Thursday, January 7, 2010

helpful hints for bookstore customers, part 9

O best beloved bookstore customers,

If you are going to engage me in conversation about my choice of outfit or Glenn Gould's nimble fingers, it is much more efficient (if less entertaining) to use standard conversational gambits. Things like sentences may be boring, but unless you inform me that you have actually instigated a game of charades, or a performance-art-rebus combining mime and monosyllabic noises, then I may just look at you in confusion and disbelief.

You certainly astonished me, and you added a friendly bit of strange to an otherwise ordinary day.

It was nice of you to bring a translator though.

(Fluttering hands from throat to waist.)
Ni, ni, ni.
(Moves one hand into a scallop, to indicate a wave.)
New. Old. New. Old. Young. Ma. Mi. Old. Young.

Oh, she means she remembers her mother wearing something like that when she was young. Fashions always come back, you know how it is. Up and down, like always.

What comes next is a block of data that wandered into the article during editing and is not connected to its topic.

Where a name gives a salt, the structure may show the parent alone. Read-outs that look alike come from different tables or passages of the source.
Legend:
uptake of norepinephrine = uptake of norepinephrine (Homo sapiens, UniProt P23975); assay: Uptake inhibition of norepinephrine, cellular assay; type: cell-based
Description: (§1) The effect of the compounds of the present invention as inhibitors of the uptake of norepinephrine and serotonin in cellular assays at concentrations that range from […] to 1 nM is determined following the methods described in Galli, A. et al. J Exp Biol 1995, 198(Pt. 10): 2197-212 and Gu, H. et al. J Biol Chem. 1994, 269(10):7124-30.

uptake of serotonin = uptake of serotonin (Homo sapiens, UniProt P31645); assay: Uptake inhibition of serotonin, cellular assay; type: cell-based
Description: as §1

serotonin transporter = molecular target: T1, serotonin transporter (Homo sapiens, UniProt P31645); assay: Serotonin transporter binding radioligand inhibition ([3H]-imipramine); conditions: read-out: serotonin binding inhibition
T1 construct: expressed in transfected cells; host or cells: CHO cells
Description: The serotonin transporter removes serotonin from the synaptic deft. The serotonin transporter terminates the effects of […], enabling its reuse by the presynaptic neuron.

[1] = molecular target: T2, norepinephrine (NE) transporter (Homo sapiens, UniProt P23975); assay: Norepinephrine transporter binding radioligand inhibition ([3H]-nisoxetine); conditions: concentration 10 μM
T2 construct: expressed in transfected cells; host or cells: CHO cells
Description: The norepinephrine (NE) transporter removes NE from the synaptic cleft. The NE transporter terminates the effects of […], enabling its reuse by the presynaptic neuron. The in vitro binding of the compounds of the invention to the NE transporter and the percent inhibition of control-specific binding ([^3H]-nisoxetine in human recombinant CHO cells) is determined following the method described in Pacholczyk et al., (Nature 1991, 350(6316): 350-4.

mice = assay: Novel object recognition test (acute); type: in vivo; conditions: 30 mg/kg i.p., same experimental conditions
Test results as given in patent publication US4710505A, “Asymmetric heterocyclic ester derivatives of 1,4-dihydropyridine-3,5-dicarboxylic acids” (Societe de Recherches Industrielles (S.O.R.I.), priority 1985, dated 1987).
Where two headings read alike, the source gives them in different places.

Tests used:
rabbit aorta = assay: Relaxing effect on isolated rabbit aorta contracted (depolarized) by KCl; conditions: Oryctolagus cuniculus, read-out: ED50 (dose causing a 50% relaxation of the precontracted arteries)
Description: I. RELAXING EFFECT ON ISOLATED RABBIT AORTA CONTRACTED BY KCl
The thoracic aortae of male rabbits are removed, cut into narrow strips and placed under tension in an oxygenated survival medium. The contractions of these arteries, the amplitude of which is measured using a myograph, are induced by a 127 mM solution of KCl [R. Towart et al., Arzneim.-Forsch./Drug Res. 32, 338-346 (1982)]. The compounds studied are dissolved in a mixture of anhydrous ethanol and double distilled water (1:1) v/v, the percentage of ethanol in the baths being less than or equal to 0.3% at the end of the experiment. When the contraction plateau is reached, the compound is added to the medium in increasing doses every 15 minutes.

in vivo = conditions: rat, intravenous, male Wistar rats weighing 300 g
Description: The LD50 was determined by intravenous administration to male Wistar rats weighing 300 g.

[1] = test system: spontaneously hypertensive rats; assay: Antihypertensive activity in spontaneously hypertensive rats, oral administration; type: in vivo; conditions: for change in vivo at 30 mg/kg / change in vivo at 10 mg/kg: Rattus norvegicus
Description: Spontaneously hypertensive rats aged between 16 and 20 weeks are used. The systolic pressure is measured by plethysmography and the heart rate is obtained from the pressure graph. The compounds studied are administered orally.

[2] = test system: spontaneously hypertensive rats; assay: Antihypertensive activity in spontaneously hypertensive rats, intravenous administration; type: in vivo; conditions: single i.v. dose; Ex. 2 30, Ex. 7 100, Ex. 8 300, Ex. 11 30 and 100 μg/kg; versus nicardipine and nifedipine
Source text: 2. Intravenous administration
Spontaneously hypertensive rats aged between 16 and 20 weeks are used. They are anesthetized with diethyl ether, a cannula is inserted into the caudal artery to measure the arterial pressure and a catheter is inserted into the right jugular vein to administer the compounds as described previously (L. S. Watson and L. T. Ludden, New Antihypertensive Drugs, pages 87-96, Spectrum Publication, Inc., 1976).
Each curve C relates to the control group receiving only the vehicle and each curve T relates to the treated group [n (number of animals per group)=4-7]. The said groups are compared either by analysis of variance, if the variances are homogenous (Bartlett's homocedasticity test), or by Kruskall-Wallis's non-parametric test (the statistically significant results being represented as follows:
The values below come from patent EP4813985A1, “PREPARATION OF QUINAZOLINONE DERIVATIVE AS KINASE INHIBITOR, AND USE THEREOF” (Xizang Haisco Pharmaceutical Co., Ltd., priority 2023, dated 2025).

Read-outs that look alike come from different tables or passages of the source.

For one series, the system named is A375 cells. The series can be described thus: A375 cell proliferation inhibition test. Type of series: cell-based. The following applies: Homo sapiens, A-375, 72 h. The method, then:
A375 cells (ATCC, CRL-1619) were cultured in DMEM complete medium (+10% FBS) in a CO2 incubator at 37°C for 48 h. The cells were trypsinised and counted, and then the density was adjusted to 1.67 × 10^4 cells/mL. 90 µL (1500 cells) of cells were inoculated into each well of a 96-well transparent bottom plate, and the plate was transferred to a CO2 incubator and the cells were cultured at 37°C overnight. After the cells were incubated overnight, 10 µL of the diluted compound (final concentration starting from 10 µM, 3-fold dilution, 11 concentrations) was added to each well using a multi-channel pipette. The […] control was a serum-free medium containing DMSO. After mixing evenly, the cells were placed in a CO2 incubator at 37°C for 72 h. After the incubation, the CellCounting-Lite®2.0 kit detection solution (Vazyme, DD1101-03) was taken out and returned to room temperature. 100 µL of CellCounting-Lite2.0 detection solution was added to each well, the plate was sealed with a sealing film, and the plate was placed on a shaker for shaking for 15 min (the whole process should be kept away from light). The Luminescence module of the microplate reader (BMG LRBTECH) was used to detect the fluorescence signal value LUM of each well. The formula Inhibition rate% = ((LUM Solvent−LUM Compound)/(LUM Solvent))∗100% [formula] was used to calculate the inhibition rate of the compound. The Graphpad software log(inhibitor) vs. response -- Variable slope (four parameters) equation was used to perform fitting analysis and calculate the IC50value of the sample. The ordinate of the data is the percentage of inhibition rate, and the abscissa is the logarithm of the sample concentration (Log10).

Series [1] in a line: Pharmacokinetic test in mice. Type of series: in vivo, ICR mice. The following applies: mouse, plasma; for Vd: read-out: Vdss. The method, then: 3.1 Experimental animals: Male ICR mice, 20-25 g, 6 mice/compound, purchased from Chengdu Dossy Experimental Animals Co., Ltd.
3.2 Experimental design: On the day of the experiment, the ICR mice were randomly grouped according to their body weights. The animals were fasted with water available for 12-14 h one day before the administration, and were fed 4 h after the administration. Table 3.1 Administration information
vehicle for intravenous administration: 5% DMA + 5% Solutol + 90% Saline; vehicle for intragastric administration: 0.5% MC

(Tapping ear.)
Mi, mi, mi, mi. Ha.

She plays piano herself, of course. She's a great musician. Beautiful voice, really beautiful.

(Sighing. Tapping fingers in the air.)
Ooooohhhhh. Vue. Li-lah, li-lah, leeeee.

Ever since she was little. She knows all the music by heart. I bet she knows all the music you play here, even.

And so on, and so forth. I'm afraid I was so absorbed by the feeling that I had stepped into either a farce or an alternate world, that I have absolutely no memory of what books you ended up taking home. It was knocked out of my head by the way you said, "thank you," and "have a good evening," so that your translator almost translated for me before she realized she didn't have to.

1 comment:

S. Miller said...

Heh, that sounds almost like one of my clients. He knows he's supposed to say "bye" to people when they leave, and once you know him you can understand what he's trying to say the rest of the time, but he confuses the hell out of people unless there's someone standing by to say "oh, he means this."